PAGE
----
20 facts tagged with Word Facts
A group of pugs is called a grumble.
A “butt” was a Medieval unit of measure for wine. Technically, a 'buttload' of wine is about 475 liters, or 126 gallons.
Shakespeare invented over 1,700 words that we use today.
The word "impossible" dropped in use by 50% over the course of the 20th century
Switching letters is called spoonerism. For example, saying "jag of Flapan", instead of "flag of Japan".
A group of ferrets is called a business.
Didaskalaeinophobia is the fear of going to school.
Anuptaphobia is the fear of staying single.
The word 'mile' is derived from the Latin word for 1,000 - the number of paces it took the average Roman!
The word 'mortgage' comes from a French law term that means 'death pledge'.
In Turkish, the bird we call a Turkey is called "Hindi" ("from India"). In India, it's called "Peru." In Arabic, the bird is called "Greek chicken"; in Greek it's called "French chicken"; and in French it's called "Indian chicken." The bird is indigenous to none of these places.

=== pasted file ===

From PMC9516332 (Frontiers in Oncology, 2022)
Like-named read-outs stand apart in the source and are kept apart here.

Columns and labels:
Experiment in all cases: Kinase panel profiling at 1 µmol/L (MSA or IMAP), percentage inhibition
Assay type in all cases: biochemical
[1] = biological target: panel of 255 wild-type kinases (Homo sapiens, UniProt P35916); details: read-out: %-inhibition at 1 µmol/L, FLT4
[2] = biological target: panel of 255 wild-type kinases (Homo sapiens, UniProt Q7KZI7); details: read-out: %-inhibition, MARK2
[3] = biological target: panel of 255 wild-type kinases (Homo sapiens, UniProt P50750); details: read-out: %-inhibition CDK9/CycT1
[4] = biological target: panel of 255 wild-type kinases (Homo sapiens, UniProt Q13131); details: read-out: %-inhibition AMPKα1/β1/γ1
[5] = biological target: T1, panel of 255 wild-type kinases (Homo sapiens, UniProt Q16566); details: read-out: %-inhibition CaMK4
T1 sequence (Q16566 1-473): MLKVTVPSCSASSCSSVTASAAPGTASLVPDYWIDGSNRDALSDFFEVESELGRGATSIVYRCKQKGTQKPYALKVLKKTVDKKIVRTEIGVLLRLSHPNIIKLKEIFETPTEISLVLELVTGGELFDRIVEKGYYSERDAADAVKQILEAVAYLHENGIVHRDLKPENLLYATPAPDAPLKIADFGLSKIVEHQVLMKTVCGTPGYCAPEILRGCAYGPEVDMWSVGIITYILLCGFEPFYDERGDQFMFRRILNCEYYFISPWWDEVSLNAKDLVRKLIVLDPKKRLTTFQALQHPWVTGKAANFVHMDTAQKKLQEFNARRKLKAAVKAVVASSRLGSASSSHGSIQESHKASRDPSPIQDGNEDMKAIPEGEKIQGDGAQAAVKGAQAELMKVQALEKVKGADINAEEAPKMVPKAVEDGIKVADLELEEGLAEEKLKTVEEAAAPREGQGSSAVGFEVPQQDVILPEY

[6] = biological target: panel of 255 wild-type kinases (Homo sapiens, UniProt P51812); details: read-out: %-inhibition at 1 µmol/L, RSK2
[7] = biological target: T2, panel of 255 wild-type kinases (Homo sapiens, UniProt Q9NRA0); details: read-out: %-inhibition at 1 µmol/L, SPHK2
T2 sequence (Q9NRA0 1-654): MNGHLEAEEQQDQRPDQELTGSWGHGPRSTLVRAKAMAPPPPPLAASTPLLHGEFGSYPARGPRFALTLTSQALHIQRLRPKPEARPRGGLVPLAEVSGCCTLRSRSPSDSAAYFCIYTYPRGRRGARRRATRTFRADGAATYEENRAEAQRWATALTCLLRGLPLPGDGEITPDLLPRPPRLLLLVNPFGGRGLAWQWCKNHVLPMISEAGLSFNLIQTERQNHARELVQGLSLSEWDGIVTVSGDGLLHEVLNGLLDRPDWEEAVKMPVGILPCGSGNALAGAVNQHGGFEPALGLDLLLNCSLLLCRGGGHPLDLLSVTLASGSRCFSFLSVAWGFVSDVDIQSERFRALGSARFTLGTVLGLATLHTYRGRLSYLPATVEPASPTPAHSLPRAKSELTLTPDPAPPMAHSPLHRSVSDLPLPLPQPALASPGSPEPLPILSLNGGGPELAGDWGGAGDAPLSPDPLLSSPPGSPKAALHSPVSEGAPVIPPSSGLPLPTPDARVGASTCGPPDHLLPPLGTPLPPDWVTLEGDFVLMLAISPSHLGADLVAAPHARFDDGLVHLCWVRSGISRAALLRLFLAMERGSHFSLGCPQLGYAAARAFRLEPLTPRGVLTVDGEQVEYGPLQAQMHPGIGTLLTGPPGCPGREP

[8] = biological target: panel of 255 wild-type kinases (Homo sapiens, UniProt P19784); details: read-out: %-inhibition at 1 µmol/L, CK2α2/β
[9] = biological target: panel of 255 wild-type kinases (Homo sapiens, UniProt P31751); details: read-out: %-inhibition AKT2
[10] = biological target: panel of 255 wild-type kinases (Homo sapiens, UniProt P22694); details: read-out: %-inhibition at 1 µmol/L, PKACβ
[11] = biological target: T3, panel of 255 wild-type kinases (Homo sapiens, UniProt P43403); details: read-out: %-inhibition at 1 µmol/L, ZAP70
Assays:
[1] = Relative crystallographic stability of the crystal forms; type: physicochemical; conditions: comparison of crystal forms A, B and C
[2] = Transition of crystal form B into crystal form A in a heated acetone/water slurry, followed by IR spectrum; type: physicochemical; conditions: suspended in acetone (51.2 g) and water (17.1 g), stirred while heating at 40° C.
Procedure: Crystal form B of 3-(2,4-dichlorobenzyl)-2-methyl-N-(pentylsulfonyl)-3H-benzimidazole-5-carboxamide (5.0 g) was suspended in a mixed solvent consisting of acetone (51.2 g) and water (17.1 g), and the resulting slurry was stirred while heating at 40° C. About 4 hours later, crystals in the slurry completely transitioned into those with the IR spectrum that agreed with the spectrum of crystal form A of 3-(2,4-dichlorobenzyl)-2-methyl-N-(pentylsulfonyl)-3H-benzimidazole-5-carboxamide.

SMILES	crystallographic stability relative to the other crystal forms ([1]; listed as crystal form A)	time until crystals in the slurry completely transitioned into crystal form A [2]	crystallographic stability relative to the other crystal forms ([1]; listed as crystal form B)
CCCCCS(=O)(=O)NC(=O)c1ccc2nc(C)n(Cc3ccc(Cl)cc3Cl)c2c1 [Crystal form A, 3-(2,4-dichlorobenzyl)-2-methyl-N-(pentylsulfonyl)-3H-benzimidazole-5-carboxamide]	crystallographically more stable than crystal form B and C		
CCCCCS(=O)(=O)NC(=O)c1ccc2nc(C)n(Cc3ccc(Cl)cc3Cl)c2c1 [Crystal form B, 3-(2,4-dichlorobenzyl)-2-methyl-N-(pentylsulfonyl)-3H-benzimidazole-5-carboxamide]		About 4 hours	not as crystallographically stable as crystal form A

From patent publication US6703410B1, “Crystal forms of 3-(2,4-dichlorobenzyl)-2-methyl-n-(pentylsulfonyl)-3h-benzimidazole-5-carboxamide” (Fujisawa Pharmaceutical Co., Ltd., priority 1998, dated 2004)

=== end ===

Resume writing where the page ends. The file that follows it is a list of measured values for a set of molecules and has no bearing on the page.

The word "listen" contains the same letters as "silent."
Longest officially recognized place name is Taumatawhakatangihangakoauauotamateapokaiwhenuakitanatahu.
The technical term for a cat’s hairball is a “bezoar.”
The words ‘racecar,’ ‘kayak’ and ‘level’ are the same whether
they are read left to right or right to left (palindromes).
There are only four words in the English language which end in “dous”:
tremendous, horrendous, stupendous, and hazardous.
Stressed is Desserts spelled backwards.
Floccinaucinihilipilification, the declaration of an item being useless, is the longest non-medical term in the English language.
If you mouth the word "colorful" to someone, it looks like you are saying "I love you".
"Stewardesses" is the longest word that is typed with only the left hand.